scientific communication, where the academic libraries will move from acquisition and conserva-tion to producconserva-tion and publishing of content. 3. Globalization: the libraries’ role in the society,
and the impact of the major challenge of soci-ety, i.e. sustainable development, on the marke-ting, management and functioning of libraries.
Of course, it is easy to criticize the accuracy of past pre-dictions. As a general rule, new generations always know better than the older. Probably, our generation will not be better at predicting the future than they were. But where are we now? What can we say about our own future, about the future of academic libraries, from our viewpoint and experience as lis professionals and scientific users?
Not one but many futures
In fact, speaking about the future of academic librar-ies may be improper and misleading in so far as there probably is not one but many futures, because of the great adaptability and variability of the concept. One size does not fit all, and variability is a key for survival, as already mentioned above, especially in a complex and dynamic environment.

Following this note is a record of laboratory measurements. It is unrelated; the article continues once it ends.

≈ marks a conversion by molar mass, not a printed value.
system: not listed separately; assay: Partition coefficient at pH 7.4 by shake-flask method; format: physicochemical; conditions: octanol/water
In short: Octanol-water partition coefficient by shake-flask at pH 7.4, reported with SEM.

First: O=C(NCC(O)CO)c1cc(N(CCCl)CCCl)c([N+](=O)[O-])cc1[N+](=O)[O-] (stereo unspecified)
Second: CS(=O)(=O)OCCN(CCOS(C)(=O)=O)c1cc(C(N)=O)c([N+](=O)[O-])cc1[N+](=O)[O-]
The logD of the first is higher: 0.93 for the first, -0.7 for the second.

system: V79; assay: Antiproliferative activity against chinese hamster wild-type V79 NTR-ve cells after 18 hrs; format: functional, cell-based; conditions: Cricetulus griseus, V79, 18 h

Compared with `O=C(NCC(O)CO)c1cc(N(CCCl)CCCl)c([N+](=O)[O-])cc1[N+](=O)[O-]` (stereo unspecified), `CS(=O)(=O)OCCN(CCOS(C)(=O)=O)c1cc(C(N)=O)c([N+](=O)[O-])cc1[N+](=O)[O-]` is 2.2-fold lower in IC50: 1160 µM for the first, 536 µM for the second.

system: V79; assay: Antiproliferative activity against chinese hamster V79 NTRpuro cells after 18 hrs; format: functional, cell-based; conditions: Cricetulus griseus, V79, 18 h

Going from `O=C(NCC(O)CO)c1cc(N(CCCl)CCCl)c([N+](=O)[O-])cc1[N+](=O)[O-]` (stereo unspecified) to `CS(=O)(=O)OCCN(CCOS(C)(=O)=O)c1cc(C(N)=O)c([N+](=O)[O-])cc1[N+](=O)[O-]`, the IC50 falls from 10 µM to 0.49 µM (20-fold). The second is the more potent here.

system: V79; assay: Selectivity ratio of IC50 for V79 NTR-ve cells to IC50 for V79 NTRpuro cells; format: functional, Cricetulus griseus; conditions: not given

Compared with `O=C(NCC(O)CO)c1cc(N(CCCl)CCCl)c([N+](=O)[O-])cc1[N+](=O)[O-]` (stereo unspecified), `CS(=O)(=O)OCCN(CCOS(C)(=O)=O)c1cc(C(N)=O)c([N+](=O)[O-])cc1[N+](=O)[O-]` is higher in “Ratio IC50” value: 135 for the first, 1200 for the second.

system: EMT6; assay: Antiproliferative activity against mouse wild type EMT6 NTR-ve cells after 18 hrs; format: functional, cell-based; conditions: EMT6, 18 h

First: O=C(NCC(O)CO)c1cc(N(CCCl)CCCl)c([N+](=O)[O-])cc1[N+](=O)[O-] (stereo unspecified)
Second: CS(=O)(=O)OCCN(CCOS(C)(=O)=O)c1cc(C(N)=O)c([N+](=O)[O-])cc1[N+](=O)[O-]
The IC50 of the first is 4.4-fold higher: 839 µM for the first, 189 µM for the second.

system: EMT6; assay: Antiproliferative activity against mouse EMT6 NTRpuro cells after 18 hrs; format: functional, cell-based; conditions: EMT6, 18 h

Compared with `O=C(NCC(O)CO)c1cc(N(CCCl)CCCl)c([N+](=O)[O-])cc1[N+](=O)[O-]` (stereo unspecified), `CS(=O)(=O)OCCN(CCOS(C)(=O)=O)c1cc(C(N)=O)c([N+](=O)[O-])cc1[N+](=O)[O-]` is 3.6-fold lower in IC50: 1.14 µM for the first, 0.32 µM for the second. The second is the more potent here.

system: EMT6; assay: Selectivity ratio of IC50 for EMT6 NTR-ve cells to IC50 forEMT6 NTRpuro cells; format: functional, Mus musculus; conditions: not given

It may be helpful to summarize from literature2 and
experience some factors that will foster or hinder the development of academic libraries. Figure 3 presents some of these factors as a swot grid.
2 See for instance Libraries and Society: role, responsibility
and future in an age of change. Edited by David Baker and
Wendy Evans, and The Future of Scholarly Communication. Deborah Shorley, Michael Jubb, editors, 2013
Of course, figure 3 is all but exhaustive or complete and will not replace an in-depth strategic analysis of aca-demic libraries. Nevertheless, it helps to show some per-spectives for development and, also, different aspects libraries should deal with carefully and with caution.
• Strengths: Apart from their adaptability,